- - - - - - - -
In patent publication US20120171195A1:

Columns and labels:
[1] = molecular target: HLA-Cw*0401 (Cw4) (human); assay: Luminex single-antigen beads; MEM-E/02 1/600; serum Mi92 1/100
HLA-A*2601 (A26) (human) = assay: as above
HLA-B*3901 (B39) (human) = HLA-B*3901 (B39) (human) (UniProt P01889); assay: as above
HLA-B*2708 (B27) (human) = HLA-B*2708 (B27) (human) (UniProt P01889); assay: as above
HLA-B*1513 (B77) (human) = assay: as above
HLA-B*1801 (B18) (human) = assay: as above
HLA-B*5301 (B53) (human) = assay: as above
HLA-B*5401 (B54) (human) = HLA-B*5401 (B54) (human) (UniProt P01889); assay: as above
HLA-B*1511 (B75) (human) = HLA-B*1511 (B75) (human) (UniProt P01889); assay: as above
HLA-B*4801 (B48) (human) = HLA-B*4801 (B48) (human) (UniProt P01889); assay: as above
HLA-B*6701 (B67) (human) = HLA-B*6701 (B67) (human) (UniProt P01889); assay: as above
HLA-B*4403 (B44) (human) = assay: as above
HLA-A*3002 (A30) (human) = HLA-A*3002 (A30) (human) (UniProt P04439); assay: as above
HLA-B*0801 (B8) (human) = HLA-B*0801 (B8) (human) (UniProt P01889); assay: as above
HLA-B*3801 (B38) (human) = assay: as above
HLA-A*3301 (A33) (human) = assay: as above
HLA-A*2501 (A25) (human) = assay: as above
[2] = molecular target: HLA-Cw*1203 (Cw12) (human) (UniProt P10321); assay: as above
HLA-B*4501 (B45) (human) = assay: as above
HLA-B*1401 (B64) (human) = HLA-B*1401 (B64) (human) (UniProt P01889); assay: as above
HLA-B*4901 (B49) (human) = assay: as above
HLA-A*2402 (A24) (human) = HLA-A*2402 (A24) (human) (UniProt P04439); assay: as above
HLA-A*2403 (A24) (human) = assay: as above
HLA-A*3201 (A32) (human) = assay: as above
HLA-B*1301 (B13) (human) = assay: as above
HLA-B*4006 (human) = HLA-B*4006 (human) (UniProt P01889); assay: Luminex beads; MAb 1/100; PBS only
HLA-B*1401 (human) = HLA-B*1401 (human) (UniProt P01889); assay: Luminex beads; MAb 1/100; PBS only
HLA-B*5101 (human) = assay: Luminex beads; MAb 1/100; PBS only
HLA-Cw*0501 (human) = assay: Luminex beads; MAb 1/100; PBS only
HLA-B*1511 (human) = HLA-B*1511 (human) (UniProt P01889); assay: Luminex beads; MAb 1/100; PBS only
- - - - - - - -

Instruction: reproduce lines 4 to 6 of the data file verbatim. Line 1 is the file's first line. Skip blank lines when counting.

HLA-A*2601 (A26) (human) = assay: as above
HLA-B*3901 (B39) (human) = HLA-B*3901 (B39) (human) (UniProt P01889); assay: as above
HLA-B*2708 (B27) (human) = HLA-B*2708 (B27) (human) (UniProt P01889); assay: as above